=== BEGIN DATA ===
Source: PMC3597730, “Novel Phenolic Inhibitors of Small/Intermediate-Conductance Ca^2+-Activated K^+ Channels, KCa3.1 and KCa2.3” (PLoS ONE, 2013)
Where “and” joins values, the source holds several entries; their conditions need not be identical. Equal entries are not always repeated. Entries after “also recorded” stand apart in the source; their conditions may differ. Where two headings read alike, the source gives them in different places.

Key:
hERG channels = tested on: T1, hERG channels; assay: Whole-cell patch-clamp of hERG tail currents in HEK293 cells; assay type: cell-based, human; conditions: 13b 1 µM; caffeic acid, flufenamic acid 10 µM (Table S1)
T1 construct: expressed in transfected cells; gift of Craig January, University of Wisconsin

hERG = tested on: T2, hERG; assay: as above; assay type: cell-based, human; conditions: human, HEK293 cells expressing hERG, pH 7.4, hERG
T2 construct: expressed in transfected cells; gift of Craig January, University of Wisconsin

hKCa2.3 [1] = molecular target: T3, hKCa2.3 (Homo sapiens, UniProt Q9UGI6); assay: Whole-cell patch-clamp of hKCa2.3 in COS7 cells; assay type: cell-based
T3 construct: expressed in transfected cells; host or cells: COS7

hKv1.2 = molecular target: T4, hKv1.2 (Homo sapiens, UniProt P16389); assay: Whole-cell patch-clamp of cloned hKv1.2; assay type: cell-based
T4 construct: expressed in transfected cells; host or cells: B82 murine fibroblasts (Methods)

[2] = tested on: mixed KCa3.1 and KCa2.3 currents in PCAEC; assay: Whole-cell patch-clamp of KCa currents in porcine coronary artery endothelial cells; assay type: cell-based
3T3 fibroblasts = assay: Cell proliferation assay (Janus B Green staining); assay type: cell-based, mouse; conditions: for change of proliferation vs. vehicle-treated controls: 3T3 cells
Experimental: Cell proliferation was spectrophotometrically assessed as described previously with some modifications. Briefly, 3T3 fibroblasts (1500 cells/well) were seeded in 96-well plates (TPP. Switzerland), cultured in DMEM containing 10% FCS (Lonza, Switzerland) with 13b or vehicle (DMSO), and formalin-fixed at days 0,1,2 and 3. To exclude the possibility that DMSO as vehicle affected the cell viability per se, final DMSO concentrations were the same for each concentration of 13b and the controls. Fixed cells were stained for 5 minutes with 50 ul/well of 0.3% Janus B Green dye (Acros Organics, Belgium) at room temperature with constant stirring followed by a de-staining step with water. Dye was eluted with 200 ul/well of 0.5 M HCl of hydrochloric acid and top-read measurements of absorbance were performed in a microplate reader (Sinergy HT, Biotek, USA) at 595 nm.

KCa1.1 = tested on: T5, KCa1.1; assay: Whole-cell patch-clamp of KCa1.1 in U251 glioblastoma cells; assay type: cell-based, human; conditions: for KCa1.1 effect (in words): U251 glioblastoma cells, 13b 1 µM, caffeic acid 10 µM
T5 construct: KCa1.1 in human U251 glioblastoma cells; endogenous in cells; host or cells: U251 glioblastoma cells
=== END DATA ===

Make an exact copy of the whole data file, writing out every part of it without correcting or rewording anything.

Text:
Source: PMC3597730, “Novel Phenolic Inhibitors of Small/Intermediate-Conductance Ca^2+-Activated K^+ Channels, KCa3.1 and KCa2.3” (PLoS ONE, 2013)
Where “and” joins values, the source holds several entries; their conditions need not be identical. Equal entries are not always repeated. Entries after “also recorded” stand apart in the source; their conditions may differ. Where two headings read alike, the source gives them in different places.

Key:
hERG channels = tested on: T1, hERG channels; assay: Whole-cell patch-clamp of hERG tail currents in HEK293 cells; assay type: cell-based, human; conditions: 13b 1 µM; caffeic acid, flufenamic acid 10 µM (Table S1)
T1 construct: expressed in transfected cells; gift of Craig January, University of Wisconsin

hERG = tested on: T2, hERG; assay: as above; assay type: cell-based, human; conditions: human, HEK293 cells expressing hERG, pH 7.4, hERG
T2 construct: expressed in transfected cells; gift of Craig January, University of Wisconsin

hKCa2.3 [1] = molecular target: T3, hKCa2.3 (Homo sapiens, UniProt Q9UGI6); assay: Whole-cell patch-clamp of hKCa2.3 in COS7 cells; assay type: cell-based
T3 construct: expressed in transfected cells; host or cells: COS7

hKv1.2 = molecular target: T4, hKv1.2 (Homo sapiens, UniProt P16389); assay: Whole-cell patch-clamp of cloned hKv1.2; assay type: cell-based
T4 construct: expressed in transfected cells; host or cells: B82 murine fibroblasts (Methods)

[2] = tested on: mixed KCa3.1 and KCa2.3 currents in PCAEC; assay: Whole-cell patch-clamp of KCa currents in porcine coronary artery endothelial cells; assay type: cell-based
3T3 fibroblasts = assay: Cell proliferation assay (Janus B Green staining); assay type: cell-based, mouse; conditions: for change of proliferation vs. vehicle-treated controls: 3T3 cells
Experimental: Cell proliferation was spectrophotometrically assessed as described previously with some modifications. Briefly, 3T3 fibroblasts (1500 cells/well) were seeded in 96-well plates (TPP. Switzerland), cultured in DMEM containing 10% FCS (Lonza, Switzerland) with 13b or vehicle (DMSO), and formalin-fixed at days 0,1,2 and 3. To exclude the possibility that DMSO as vehicle affected the cell viability per se, final DMSO concentrations were the same for each concentration of 13b and the controls. Fixed cells were stained for 5 minutes with 50 ul/well of 0.3% Janus B Green dye (Acros Organics, Belgium) at room temperature with constant stirring followed by a de-staining step with water. Dye was eluted with 200 ul/well of 0.5 M HCl of hydrochloric acid and top-read measurements of absorbance were performed in a microplate reader (Sinergy HT, Biotek, USA) at 595 nm.

KCa1.1 = tested on: T5, KCa1.1; assay: Whole-cell patch-clamp of KCa1.1 in U251 glioblastoma cells; assay type: cell-based, human; conditions: for KCa1.1 effect (in words): U251 glioblastoma cells, 13b 1 µM, caffeic acid 10 µM
T5 construct: KCa1.1 in human U251 glioblastoma cells; endogenous in cells; host or cells: U251 glioblastoma cells